Welcome to today's Defense Business Briefing, your weekly roundup of the latest defense industry news.
DOD contract obligations have gone up, but mostly benefited largest contractors and defense products
The Pentagon's contract obligations grew 13 percent between fiscal years 2015 and 2017 -- but the five largest defense contractors reaped most of that benefit, according to new analysis by the Center for Strategic and International Studies.
A top Pentagon official said an interim Treasury Department rule that has concerned some organizations, including BAE Systems, will go through a regulation-writing process over the next year.
United Technologies, upon completing the acquisition of Rockwell Collins, said it intends to split into three businesses: United Technologies, Otis and Carrier.
Israeli defense contractor Elbit Systems said it has completed its acquisition of IMI Systems for about $495 million with a potential additional payment of about $27 million if performance goals are met.
United Technologies said it has received the final regulatory approval required to close its purchase of Rockwell Collins.
The Commerce Department is seeking input on how to best identify emerging technologies, including artificial intelligence and machine learning, that are essential to national security and could be subject to export controls.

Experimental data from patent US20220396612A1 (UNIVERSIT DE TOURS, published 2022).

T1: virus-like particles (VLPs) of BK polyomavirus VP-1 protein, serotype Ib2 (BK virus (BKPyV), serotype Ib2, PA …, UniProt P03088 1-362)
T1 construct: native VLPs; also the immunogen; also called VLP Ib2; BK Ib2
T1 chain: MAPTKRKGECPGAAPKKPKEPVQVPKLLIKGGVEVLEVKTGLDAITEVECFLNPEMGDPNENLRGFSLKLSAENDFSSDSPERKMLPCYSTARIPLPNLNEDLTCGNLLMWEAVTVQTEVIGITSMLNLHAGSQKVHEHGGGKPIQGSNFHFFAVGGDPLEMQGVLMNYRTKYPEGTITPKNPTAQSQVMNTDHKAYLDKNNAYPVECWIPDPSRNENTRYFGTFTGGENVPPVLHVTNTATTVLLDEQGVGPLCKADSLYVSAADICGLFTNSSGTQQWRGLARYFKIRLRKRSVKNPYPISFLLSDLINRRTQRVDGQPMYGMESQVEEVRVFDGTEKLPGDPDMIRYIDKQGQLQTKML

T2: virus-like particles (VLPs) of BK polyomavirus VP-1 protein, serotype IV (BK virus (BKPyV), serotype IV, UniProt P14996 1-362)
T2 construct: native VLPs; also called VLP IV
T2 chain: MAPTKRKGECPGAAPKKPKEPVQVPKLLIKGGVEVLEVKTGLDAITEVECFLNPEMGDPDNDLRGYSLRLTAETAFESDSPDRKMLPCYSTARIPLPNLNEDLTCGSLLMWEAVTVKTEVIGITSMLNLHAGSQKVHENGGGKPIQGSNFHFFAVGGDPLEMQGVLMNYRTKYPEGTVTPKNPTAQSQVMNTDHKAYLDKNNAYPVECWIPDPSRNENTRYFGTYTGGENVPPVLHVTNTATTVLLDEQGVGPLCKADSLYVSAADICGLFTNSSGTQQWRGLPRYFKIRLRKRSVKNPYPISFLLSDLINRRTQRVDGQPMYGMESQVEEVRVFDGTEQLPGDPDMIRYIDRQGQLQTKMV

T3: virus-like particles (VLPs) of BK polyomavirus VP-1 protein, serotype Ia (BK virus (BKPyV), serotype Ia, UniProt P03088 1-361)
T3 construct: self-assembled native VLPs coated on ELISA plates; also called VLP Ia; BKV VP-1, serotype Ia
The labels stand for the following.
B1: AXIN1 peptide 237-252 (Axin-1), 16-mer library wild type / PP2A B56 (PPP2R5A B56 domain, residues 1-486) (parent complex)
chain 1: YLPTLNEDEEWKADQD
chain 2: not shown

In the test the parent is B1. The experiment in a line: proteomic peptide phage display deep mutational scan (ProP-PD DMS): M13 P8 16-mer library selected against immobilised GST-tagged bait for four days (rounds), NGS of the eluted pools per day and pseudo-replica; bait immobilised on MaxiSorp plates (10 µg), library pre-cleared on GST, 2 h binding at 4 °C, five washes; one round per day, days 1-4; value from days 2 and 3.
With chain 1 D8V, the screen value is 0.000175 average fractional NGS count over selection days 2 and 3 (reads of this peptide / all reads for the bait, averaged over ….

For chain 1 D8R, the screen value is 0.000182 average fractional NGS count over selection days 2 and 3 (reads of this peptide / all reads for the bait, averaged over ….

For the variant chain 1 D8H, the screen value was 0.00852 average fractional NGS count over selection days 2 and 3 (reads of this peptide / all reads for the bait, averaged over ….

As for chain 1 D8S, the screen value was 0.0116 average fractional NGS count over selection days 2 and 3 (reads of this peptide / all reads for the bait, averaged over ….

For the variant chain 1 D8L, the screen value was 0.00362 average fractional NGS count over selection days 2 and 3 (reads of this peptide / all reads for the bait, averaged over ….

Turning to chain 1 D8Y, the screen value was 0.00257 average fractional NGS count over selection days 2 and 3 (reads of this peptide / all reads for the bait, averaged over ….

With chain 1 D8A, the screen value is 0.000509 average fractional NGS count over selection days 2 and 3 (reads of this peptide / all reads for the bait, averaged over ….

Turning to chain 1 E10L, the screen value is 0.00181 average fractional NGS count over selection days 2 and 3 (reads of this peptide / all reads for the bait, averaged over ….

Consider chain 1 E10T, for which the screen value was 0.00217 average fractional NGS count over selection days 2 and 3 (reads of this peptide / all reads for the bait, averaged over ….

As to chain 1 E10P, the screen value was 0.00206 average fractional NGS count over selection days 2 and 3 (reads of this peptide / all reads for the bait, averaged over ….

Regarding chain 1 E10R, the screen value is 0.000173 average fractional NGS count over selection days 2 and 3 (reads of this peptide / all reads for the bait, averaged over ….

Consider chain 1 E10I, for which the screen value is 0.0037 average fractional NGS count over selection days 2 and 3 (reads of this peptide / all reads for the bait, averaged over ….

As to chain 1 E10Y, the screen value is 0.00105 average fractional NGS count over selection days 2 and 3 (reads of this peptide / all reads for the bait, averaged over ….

Leidos said it has named Tim Freeman senior vice president for business development and strategy within its defense group.
Senior Pentagon officials will appear before Congress and elsewhere around the Washington area this week, while the Credit Suisse conference gets underway in Palm Beach, FL.
Senior Trump administration officials have described China's cyber aggressions as a "whole-of-government" campaign from Beijing, and in response the United States is putting in motion a range of policy options involving the Pentagon and economic and trade sanctions, as well as law enforcement actions, according to recently released strategy documents and reports.
The Army has reorganized one of its leading technology project management offices to instead focus on defensive cyber operations, responding to a growing need in that domain.